SPRINGFIELD — Gov. J.B. Pritzker signed a law giving voters in one Illinois county an option to more easily dissolve township governments. It is an initiative of two state lawmakers to ease residents’ property taxes by reducing levels of government.
Barrington Hills Representative David McSweeney said it is the first step to providing that choice to voters throughout the state. Consolidation must first work well in McHenry County, the sixth most populous county in Illinois, before the experiment can expand.
“We need to show that it works, but in the future I plan to use this as a way to promote other types of consolidation — we need to look at school districts, park districts, municipalities,” McSweeney, the law’s House sponsor, said. “I am going to continue to focus on this.”
There are more than 8,500 local government units in Illinois, according to the comptroller’s website — 1,428 of those are townships. These are essentially the closest level of government to residents, required to provide general assistance to the poor, administer property assessments and maintain roads.
Citizens already had the ability to dissolve their township, but the new statute cuts in half the threshold for a grassroots petition to get on a ballot. A township board could also propose a proposition. In McHenry County, a township’s operations, property and employees would transfer to the county government if it is dissolved.
People are also reading…
The law additionally has a provision that property taxes used to cover services handled by the township would drop by at least 10 percent. Additionally, all money linked to a consolidated township must be used to benefit the geographic area of that eliminated level of government.
It takes effect immediately.
“Rising property taxes overburden homeowners across the state, and this administration is committed to exploring all options to provide communities with relief,” Democratic Gov. J.B. Pritzker said in a news release last Friday marking the bill’s signing. “After hearing from local stakeholders on their desire for government consolidation, I am signing HB 348 and look forward to seeing how this bill works for the taxpayers of McHenry County.”
The measure was contentious among local officials. In mid-April, when it successfully passed the House, county leaders expressed frustration McSweeney did not ask them if such an initiative was needed.
“No one actually asked the County Board if we needed something like this. I’m not sure where it came from — we’re all blindsighted by it,” McHenry County Board Member Carolyn Schofield said at the time.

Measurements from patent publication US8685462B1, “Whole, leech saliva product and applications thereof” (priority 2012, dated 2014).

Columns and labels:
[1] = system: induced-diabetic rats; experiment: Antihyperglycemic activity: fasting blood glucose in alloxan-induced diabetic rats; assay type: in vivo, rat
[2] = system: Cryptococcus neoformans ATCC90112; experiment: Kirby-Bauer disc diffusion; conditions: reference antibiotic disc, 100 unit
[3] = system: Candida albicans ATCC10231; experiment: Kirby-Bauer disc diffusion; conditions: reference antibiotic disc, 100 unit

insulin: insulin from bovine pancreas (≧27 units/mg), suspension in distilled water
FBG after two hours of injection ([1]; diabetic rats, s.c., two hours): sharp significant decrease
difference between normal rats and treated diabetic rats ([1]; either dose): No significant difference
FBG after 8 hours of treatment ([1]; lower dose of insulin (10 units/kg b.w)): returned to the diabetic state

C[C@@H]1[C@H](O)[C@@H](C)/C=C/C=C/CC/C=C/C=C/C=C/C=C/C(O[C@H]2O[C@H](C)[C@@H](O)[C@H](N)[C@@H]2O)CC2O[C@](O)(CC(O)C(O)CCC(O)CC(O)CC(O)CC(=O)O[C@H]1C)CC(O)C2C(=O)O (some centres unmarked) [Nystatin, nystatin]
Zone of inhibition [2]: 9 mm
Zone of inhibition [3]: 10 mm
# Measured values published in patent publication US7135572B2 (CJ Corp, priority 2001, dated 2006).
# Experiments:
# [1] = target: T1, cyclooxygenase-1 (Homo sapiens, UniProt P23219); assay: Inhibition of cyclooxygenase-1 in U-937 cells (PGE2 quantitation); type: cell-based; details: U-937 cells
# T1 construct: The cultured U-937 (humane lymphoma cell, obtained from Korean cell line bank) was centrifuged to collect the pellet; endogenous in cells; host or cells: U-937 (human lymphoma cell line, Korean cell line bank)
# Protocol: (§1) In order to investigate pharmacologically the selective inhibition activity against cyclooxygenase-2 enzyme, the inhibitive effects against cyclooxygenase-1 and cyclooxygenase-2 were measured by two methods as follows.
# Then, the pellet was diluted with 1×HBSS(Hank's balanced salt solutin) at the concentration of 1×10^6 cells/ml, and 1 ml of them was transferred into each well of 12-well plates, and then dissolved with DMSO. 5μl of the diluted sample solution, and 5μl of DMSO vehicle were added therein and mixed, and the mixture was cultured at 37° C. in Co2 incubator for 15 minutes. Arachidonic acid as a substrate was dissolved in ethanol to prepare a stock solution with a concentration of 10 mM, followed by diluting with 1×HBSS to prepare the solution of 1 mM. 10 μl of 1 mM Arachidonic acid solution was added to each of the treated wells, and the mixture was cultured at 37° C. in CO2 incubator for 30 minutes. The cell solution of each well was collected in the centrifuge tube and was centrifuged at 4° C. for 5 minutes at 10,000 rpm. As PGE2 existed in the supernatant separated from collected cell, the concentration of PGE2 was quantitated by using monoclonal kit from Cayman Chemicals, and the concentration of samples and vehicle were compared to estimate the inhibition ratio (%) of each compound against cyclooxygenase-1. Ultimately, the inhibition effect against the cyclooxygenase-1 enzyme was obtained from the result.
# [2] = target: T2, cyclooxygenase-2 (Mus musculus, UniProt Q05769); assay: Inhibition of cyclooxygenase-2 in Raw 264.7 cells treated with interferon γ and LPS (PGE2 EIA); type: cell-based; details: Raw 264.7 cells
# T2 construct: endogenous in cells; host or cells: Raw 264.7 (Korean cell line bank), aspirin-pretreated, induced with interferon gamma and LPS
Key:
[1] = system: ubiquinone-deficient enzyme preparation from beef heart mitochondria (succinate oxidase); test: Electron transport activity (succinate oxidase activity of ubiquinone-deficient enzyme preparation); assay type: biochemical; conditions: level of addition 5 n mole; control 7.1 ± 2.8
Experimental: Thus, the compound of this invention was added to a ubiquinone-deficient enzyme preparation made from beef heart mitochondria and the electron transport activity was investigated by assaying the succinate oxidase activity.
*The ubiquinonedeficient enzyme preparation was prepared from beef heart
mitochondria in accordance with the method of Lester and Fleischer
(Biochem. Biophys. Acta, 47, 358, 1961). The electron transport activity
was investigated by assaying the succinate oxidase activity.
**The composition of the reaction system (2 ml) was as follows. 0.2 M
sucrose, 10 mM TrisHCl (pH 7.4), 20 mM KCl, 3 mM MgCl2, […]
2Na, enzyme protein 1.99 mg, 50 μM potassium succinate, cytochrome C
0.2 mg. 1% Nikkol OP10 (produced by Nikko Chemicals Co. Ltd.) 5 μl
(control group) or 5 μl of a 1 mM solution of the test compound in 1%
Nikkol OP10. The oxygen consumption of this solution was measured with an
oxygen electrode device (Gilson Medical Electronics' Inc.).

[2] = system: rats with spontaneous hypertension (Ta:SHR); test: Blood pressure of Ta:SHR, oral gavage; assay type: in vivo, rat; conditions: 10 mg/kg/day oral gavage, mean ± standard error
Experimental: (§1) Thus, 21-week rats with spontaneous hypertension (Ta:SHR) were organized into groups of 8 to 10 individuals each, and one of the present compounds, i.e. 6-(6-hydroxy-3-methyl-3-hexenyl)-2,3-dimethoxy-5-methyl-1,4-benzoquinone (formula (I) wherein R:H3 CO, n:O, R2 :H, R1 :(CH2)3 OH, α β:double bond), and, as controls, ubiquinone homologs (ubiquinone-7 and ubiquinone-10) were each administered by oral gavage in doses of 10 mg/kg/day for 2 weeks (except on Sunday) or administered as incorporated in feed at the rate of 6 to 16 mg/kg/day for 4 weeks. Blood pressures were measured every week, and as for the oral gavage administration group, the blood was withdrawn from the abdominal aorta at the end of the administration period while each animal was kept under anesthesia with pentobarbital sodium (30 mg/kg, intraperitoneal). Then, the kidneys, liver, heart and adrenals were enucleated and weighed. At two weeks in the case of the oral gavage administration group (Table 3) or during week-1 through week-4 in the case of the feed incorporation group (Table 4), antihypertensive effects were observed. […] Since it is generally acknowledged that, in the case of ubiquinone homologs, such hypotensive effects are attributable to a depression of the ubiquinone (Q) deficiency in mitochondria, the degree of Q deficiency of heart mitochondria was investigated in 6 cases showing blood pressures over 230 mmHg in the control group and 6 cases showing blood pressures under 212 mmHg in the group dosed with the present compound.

But Jack Franks, County Board chairman and a former state representative, said townships are an antiquated form of government. He was influential in drafting Illinois’ government consolidation laws, and said he thinks McHenry County can be the place to “think outside the box” to cut residents’ property taxes.
“This is how government is supposed to work,” Franks said. “It’s supposed to be a laboratory; it’s not supposed to be static.”
It is unclear whether reducing the levels of government will save taxpayers money because an inclusive analysis has never been conducted, said Kurt Thurmaier, chair of the Department of Public Administration at Northern Illinois University.
Republican Rep. Steven Reick, from Woodstock, is the only state legislator whose district falls completely within the boundary of McHenry County. He did not respond to a request for comment on House Bill 348 becoming law, but when the measure passed his chamber he said he did not believe it would achieve the goal outlined by McSweeney.
“I don’t know what David McSweeney’s agenda is, and I don’t care, but I hope he has the strength of character to stand in front of the same people he’s telling now their property taxes are going to go down, and explain why that hasn’t happened and in fact, why they’ve probably gone up,” Reick told Capitol News Illinois in mid-April.
The new statute additionally applies, in small part, to Lake County. Even if the voters in McHenry County opt to leave their townships intact, the law automatically eliminates at least five road districts in Lake County that maintain 15 miles of roads or fewer.
“This is going to affect a lot of people directly and indirectly. I am personally convinced it will cost my taxpayers more money,” Diane Hewitt, Lake County Board member, said. “My residents don’t care who plows their roads and they don’t care who that road belongs to — they care how deep they have to dig into their pockets and that their roads are plowed.”
County Board Chair Sandy Hart did not respond to a request for comment.
Vernon Hills Democratic Sen. Terry Link, the law’s Senate sponsor, did not respond to a request for comment either. In a news release, he said, “Having a separate layer of government to take care of less than 15 miles of roadway simply doesn’t make any sense. Government consolidation is long overdue, and eliminating wasteful road districts is the perfect place to start.”